The Siberian cat is a native from the taiga of Siberia. It is a variety of domestic cat that’s present in Russia for centuries. Its longer name is Siberian Forest Cat, but it is usually referred to as the Siberian or the Siberian cat. Aside from that, it is also called the Moscow Semi-Longhair. It is an ancient breed of cat that is now believed to be ancestral to all modern longhaired cats. The Siberian cat is a natural breed of Siberia and it is the national cat of Russia. Let us know more about its history and characteristics.
The Siberian cat originated from the taiga of Siberia which was a forested area with a subarctic climate. This contributed to the cat’s long, thick, and protective coat. This cat breed has been known in Russia for about 1,000 years and it is often a figure in Russian folktales. They were prized for their hunting ability by householders and shopkeepers. They were good in keeping mice and rats away from stores of grain and other foods.
The Siberian cat was first mentioned in Harrison Wier’s book which included information of the earliest cat shows in 1871 that was held in England. In 1987, one of the earliest written Siberian standards was publicized by the Kotofei Cat Club in St. Petersburg. Each cat club devises its own cat standards in the Russian cat fancy.
It was in 1990 when Siberian cats first arrived in the United States. They were part of a trade deal between the Russian breeder and Elizabeth Terrell who exchanged some Himalayans for the Siberian cats. However, there was much confusion in the United States and other countries when the first Siberians arrived because a lot of them appeared quite different from each other, depending on what part of Russia they came from since each cat club in Russia has their own cat standards. Even though they were gaining popularity, the expense of importing the Siberian cats from Russia keeps the breed relatively rare outside of Europe.
In 1996, The International Cat Association recognized the breed. In 1999, it was accepted by The American Cat Fanciers Association followed by the Cat Fanciers Association in 2006. The Siberian cat breed is becoming more popular because it has the reputation of being hypoallergenic.
Characteristics of a Siberian Cat
Average weight: 8 – 17 pounds
Life span: 11 – 15 years
The Siberian is a powerfully built cat that has strong hindquarters and large, well-rounded paws and as well as an equally large full tail. It has a barreled chest, medium-sized ears, large eyes, and a broad forehead. It has a stockier build compared to other cat breeds. Its large eyes give a sweet expression to its face. It also has a slight arch to its back because its hind legs are a little longer than its front legs which give it incredible agility and athleticism.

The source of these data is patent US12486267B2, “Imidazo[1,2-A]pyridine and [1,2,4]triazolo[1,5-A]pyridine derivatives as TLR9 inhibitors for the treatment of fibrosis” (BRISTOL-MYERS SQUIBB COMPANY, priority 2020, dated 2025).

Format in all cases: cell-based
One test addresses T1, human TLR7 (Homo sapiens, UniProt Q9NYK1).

Siberian cats have three natural types of feline fur which are guard hairs, awn hairs, and down. These are the layers that protect it from the extreme weather in Russia, and as well as provide a hardy, easy to care for coats in the present time. The color varieties of Siberian cats vary and all colors are genetically possible. They also do not have any unusual, distinct, or unique fur patterns or colorations. It can take up to five years for a Siberian cat to reach its full size and coat.
Siberians are loving and affectionate pets. They love people and they want to be near them all the time and sitting in your lap while you comb their furs is probably the highlight of their day. They are also great hosts if you have guests at home because they are not shy in the presence of strangers. They are also attentive, active, and playful cats. You can play fetch with them and any item can become a plaything for this clever cat.
The heritage of Siberian cats is forest dwellers which mean, they also love to play with water because their ancestors used to go fishing for their supper. So, don’t be surprised if you find your pet splashing in your tub or drinking from a fountain or faucet. They are also highly athletic and you may find them balancing atop a doorway or jumping up the highest point in your home. They are also not bothered by activity and noise and their calm nature makes them the potential to be therapy cats. They will be glad to snuggle with you when you are sick.
Since the Siberian cat has a bold temperament, it is an excellent choice for a family with kids. It can also live happily with other cats and cat-friendly dogs, as long as they recognize that he is in charge.
Caring for a Siberian Cat
The Siberian cat has a thick, water-resistant triple coat but despite its length and thickness, it is relatively easy to groom because it does not tend to mat or tangle. This means that a weekly brushing will keep its coat in good shape. But during the spring and fall “molt”, its coat with mat and shed in a large clump, so during this time, brush its coat daily to remove dead hair and prevent knots from forming. Baths are not needed frequently unless you plan to show your cat.
The rest of the grooming needed is basic care. You should trim your pet’s nails as needed, check the ears weekly, and brush its teeth frequently using a vet-approved toothpaste. Always keep your cat’s litter box clean to help keep its long coat clean as well. Siberian cats are better to be kept indoors to prevent them from being attacked by other dogs and animals, or from being hit by a car. You can simply build your Siberian cat a large outdoor enclosure where you can let it play, jump, and climb safely.
The Siberian cat’s growth mostly occurs in its first year and a half of life and while it’s still a kitten, it’s important to feed it kitten food to make sure it gets enough nourishment. You can also visit your local vet to know more about the appropriate diet for Siberian cats.
Siberian cats are truly gentle giants that enjoy the company of people, making them great pets for families with children, first-time cat owners, and in active households as well.